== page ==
Our View: More than luck" skill
In less than one week North Tahoe homes have burned, residents evacuated and Truckee’s largest subdivision threatened in two separate, dangerous fires.
As both last Saturday’s Washoe Fire and Wednesday’s Interchange Fire ignited, many of us wondered if we were witnessing the early hours of an inferno similar to the Angora Fire, which burned more than 250 homes in South Tahoe earlier this summer.
It was easy to fear the worst, as smoke plumes billowed over North Tahoe and Truckee during windy conditions.
Despite increasingly dry forest conditions and fickle winds, both fires were quelled before breaking out of control.
For that we have to thank the swift response of helicopters, airtankers and firefighters from around the region. From our local Tahoe and Truckee firefighters, to Forest Service, Calfire and regional firefighting crews ” the response was immediate and decisive.
Stories filtering out of the Washoe Fire tell of brave, split-second decisions to cut fire lines that residents say saved homes.
At both fires, planes and helicopters circled in a continuous attack.
As we’ve seen this summer, fires are a fact of life for communities in wooded and mountainous communities like our own. And we are lucky to have such highly trained, well-equipped and brave firefighters to protect us from this annual threat.
Additional thanks needs to go to the Nevada Fire Safe Council, Granlibakken and the North Tahoe Fire Protection District and the Lake Tahoe Basin Management Unit for forest thinning work that helped suppress the Washoe Fire.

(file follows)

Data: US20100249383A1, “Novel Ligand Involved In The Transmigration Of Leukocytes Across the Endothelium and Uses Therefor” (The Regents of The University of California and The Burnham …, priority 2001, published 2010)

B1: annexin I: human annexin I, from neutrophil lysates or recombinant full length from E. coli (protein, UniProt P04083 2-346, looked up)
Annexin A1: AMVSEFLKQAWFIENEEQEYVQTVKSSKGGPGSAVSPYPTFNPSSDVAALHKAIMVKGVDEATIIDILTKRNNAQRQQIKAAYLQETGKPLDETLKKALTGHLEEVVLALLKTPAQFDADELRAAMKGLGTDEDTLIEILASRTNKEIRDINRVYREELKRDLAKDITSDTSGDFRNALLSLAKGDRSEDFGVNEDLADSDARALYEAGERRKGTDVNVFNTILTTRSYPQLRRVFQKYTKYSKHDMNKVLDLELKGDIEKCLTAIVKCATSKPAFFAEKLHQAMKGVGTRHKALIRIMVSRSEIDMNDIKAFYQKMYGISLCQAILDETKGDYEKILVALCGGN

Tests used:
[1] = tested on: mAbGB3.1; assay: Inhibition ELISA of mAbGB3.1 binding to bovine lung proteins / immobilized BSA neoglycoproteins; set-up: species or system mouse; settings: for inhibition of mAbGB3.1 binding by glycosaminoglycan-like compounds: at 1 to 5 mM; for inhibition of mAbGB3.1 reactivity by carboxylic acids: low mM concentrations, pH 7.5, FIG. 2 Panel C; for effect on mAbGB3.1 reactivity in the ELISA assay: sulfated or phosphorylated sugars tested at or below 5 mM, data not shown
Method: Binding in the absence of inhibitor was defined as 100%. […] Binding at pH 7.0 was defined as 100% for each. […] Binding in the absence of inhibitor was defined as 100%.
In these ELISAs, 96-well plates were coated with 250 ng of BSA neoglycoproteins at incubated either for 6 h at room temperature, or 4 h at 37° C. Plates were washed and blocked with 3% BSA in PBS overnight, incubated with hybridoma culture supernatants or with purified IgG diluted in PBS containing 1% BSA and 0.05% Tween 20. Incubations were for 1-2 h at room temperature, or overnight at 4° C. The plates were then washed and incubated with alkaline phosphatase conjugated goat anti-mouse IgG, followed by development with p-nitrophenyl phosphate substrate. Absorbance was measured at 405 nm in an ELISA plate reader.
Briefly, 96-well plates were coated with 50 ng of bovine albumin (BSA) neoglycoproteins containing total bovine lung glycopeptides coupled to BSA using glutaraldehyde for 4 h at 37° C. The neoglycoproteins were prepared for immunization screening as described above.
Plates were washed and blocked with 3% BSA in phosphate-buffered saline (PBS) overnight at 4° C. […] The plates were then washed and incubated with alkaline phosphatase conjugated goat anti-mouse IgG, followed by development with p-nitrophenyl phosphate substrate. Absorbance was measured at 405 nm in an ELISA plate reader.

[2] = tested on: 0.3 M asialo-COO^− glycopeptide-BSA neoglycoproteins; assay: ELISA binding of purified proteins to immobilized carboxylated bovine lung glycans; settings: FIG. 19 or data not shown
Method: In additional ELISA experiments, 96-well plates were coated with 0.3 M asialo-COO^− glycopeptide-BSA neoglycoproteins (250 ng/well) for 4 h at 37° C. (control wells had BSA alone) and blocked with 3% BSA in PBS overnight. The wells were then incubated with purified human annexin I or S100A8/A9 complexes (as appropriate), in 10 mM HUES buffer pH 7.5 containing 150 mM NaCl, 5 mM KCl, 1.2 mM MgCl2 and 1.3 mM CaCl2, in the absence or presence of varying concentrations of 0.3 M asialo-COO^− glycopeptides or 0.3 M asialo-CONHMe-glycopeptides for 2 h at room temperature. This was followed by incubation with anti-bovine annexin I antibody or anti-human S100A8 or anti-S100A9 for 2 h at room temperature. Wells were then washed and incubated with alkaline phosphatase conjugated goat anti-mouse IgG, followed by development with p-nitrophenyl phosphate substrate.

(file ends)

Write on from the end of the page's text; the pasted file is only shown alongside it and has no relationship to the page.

The Sierra Sun reported on the Granlibakken thinning project last year as crews were chainsawing and piling logs and brush around the resort.
On Monday, Ron Parson, general manager of Granlibakken, was clearly relieved that the resort and his partners had the foresight to thin their forest.
“If it hadn’t [been for that project], it would have blown through there like Sherman through Georgia,” said Parson, who watched his guests be evacuated Saturday.
The fire eventually dwindled as it hit the treated forest area around Granlibakken.
“We were lucky, but we made our own luck in this case,” Parson said.
In Truckee and North Tahoe, we feel the same way. In both fires we were lucky, but our quick-acting firefighting teams work on more than luck ” it’s skill.
Support Local Journalism
Support Local Journalism
Readers around Lake Tahoe, Truckee, and beyond make the Sierra Sun's work possible. Your financial contribution supports our efforts to deliver quality, locally relevant journalism.
Now more than ever, your support is critical to help us keep our community informed about the evolving coronavirus pandemic and the impact it is having locally. Every contribution, however large or small, will make a difference.
Your donation will help us continue to cover COVID-19 and our other vital local news.
Start a dialogue, stay on topic and be civil.
If you don't follow the rules, your comment may be deleted.
User Legend: Moderator Trusted User